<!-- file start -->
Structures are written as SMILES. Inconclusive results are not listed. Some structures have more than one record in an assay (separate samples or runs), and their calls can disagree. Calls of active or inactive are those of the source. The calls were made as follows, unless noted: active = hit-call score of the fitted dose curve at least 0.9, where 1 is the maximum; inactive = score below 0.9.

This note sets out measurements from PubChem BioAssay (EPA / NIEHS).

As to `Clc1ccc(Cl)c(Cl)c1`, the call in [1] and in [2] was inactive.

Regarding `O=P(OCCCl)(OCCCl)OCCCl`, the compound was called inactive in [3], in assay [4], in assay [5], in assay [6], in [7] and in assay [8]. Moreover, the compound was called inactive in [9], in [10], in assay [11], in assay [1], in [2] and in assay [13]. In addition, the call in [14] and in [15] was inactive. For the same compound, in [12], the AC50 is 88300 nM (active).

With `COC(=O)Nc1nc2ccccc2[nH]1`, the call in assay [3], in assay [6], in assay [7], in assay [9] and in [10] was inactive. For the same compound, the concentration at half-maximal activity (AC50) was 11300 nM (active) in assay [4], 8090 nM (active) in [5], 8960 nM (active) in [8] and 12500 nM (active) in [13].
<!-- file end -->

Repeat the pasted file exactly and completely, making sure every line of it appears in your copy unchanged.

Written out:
Structures are written as SMILES. Inconclusive results are not listed. Some structures have more than one record in an assay (separate samples or runs), and their calls can disagree. Calls of active or inactive are those of the source. The calls were made as follows, unless noted: active = hit-call score of the fitted dose curve at least 0.9, where 1 is the maximum; inactive = score below 0.9.

This note sets out measurements from PubChem BioAssay (EPA / NIEHS).

As to `Clc1ccc(Cl)c(Cl)c1`, the call in [1] and in [2] was inactive.

Regarding `O=P(OCCCl)(OCCCl)OCCCl`, the compound was called inactive in [3], in assay [4], in assay [5], in assay [6], in [7] and in assay [8]. Moreover, the compound was called inactive in [9], in [10], in assay [11], in assay [1], in [2] and in assay [13]. In addition, the call in [14] and in [15] was inactive. For the same compound, in [12], the AC50 is 88300 nM (active).

With `COC(=O)Nc1nc2ccccc2[nH]1`, the call in assay [3], in assay [6], in assay [7], in assay [9] and in [10] was inactive. For the same compound, the concentration at half-maximal activity (AC50) was 11300 nM (active) in assay [4], 8090 nM (active) in [5], 8960 nM (active) in [8] and 12500 nM (active) in [13].